4 Key Things You Must Know About Payroll Operations in Malaysia

May 3 2021

A growing country with more than 32 million in population, Malaysia is best known for its multilingual resources and sustainable operational cost, making it one of the more attractive options for foreign companies to set up their operations.  

Whether you are growing your current workforce, expanding your business or setting up a new establishment in Malaysia, payroll is one of the critical aspect to consider. There are a few essential areas you should get acquainted with when setting up your payroll operations in Malaysia.    

Malaysia Employment and Labour Law

The employment law in Malaysia is generally governed by the Employment Act 1955 (“Employment Act”). Understanding the basic requirements of the Employment and Labour law of Malaysia will provide the structure for your payroll compliance. The different categories of employees to be governed under the Employment Act will give insights to employers into the employment protection and regulations provided under this Act. However, the Employment Act does not apply to all categories of employees. Employees that do not fall under any of the Employment Act category are governed by the terms of their employment contracts.

Wage Payments

It is mandatory for employers to comply with the minimum wage requirement which is applicable in the Peninsular Malaysia and East Malaysia, with different applicable rates. Employers also need to apply the relevant fixed rates to overtime entitlement when employees work beyond normal work hours, rest days, and on public holidays.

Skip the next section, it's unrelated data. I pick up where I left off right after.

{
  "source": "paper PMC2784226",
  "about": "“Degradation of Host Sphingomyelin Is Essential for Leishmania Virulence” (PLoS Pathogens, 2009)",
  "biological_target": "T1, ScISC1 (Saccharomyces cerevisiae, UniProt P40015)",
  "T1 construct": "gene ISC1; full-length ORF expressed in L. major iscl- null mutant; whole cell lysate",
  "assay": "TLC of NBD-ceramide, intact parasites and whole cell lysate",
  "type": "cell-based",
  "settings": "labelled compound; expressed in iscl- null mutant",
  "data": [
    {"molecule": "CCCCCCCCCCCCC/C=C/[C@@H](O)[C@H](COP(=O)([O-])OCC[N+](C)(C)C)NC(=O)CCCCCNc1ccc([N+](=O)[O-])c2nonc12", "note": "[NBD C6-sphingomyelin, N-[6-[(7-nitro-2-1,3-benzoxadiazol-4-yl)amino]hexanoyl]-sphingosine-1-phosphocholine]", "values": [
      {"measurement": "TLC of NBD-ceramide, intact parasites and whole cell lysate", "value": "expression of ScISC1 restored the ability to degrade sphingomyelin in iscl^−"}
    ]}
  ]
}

Statutory and Tax Deductions

It is the duty of the employer to make compulsory statutory deductions. This includes Employees Provident Fund, Social Security Organisation, Employment Insurance Scheme, and Monthly Tax Deduction. There are also other optional deductions, such as Human Resource Development Fund and the voluntary Zakat contribution. 

Leave and Benefits Entitlement

Employees are granted different types of leave entitlement as part of their employment benefits. The Malaysia Employment Act offers guidelines on the various leave entitlements. Employers may use these guidelines to outline leave and benefit entitlements for their employees. Leave entitlement is also a key component in payroll when employees resign.

On top of annual leave are the other leave types, such as sick leave, hospitalisation leave, maternity leave, and public holidays, which are equally important.

This article serves as general information only. 

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